Hungry children stuck at home without transportation will have food come to them this summer as the Manatee County school food service programs rolls out a new program.
Summer food service officials will launch a mobile feeding unit this summer, which will stop at three different locations during lunchtime to feed all youngsters under the age of 18.
The mobile feeding unit is an addition to existing summer lunch programs. A dozen different schools run lunch programs each year, which are open to children whether they attend the school or not. The district also works with the county on different summer meals programs.
Even with school sites running summer programs, some students slip through the cracks, said Skye Grundy and Steve VanSprundel, specialists with the Manatee County School District food nutrition program.
“We’re missing this huge chunk of kids in the summer,” Grundy said. “We decided to bring the food to them,” VanSprundel added. The mobile feeding unit is a former school bus retired from the Manatee County school fleet and retrofitted to hold food and coolers, wrapped with an eye-catching sign on the front and an awning so children can sit outside in the shade and eat.
Grundy and VanSprundel, who are coordinating the summer bus program, visited surrounding counties with similar programs last year, including Hillsborough County, and spent the better part of this school year figuring out the logistics of the program.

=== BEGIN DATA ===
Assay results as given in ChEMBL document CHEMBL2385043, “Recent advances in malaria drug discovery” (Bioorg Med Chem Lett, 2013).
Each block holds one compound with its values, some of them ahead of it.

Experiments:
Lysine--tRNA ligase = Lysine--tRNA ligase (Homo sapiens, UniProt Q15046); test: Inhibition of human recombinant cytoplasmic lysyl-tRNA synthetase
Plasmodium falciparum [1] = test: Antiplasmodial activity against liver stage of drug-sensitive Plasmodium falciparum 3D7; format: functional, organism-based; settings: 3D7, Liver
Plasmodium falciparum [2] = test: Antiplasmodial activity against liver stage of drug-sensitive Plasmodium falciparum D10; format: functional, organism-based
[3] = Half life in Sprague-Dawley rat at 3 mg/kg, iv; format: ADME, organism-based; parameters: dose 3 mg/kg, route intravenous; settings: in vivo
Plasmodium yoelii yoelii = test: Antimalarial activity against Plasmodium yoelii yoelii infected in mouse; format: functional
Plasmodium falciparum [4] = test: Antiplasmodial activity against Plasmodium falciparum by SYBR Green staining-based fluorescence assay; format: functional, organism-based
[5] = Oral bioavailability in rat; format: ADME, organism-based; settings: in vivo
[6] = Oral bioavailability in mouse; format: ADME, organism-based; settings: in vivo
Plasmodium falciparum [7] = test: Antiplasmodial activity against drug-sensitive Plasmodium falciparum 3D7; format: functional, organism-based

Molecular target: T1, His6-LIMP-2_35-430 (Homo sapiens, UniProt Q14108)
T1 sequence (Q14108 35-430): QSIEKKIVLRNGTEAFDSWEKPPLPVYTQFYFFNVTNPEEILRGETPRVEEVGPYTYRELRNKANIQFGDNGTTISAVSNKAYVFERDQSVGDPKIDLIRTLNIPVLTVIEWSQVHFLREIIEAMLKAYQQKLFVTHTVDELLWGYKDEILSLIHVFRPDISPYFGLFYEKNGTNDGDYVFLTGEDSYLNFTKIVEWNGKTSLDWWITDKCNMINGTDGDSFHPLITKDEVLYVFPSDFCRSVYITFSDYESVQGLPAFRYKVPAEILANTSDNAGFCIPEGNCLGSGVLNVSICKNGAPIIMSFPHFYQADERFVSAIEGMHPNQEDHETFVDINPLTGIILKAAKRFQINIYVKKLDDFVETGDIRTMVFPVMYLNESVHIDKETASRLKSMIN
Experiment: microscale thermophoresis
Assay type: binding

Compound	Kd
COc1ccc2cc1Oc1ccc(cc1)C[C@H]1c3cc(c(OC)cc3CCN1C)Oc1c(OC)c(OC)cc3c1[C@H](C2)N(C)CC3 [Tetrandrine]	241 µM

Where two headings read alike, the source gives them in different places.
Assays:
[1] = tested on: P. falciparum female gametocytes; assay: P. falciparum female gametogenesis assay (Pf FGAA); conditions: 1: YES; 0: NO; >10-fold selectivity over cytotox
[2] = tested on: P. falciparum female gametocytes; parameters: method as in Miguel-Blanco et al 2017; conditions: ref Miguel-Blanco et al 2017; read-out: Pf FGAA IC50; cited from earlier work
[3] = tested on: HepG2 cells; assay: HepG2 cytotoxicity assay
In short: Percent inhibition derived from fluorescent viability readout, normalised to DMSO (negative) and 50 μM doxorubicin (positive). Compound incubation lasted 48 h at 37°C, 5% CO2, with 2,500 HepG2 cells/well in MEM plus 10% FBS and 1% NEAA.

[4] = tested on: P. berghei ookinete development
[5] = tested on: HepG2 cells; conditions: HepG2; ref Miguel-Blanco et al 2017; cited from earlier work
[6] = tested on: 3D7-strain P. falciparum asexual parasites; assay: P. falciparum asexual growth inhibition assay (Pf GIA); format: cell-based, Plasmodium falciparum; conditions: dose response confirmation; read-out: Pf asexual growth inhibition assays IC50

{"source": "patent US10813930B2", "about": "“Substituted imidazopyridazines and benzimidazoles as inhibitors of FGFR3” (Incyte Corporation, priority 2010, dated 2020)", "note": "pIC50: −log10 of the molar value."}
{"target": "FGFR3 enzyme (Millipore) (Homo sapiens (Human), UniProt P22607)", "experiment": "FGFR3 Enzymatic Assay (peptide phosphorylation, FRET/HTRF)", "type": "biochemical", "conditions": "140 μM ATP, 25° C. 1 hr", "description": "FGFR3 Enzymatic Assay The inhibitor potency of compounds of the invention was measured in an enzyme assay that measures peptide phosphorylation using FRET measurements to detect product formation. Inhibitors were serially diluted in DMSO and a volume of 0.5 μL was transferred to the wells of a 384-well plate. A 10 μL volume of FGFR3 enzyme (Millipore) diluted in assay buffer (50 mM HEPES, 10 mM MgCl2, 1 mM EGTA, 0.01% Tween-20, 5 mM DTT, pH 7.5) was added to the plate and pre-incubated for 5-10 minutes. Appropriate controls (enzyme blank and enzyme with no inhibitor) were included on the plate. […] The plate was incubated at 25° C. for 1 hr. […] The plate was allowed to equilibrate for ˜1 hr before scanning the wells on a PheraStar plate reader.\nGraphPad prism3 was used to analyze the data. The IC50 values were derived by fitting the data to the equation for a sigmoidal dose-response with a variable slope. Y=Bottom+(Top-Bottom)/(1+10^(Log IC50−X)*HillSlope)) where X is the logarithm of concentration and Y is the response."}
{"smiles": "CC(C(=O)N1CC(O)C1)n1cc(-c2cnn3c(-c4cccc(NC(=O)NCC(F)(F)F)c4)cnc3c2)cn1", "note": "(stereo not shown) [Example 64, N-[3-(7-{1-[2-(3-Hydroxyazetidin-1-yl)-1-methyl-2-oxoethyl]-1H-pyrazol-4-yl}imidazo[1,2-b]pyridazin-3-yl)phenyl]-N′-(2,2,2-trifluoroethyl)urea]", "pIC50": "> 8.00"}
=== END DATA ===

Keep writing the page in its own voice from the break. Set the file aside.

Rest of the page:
The bus will run from June 11 through Aug. 8 and will stay at each location for approximately 30 minutes. After looking at a number of sites, officials decided on 993 26th St. E., Bradenton Village and Lincoln Park. The bus will arrive at the 26th Street location at noon, Bradenton Village at 1 p.m. and Lincoln Park by 2 p.m. Times are approximate and may change once the program starts.
Summer food programs are a separate fund from the school food program during the year. Summer food is funded by the U.S. Department of Agriculture and the program receives reimbursements for served meals. The summer program is a self-sustaining fund officials used to retrofit the bus and pay other associated costs, including gas, bus drivers and other workers. “This bus program won’t cost the district anything,” VanSprundel said.
Grundy and VanSprundel are cautiously optimistic about the success of the bus. For the first week, officials will stock an additional van in case the bus is more popular than expected. If the bus isn’t feeding a lot of students, officials may change bus locations. “The first couple days, it’ll be who really knows?” Grundy said. But the officials are hopeful. “Hopefully, next year we’ll have to find another bus,” VanSprundel said.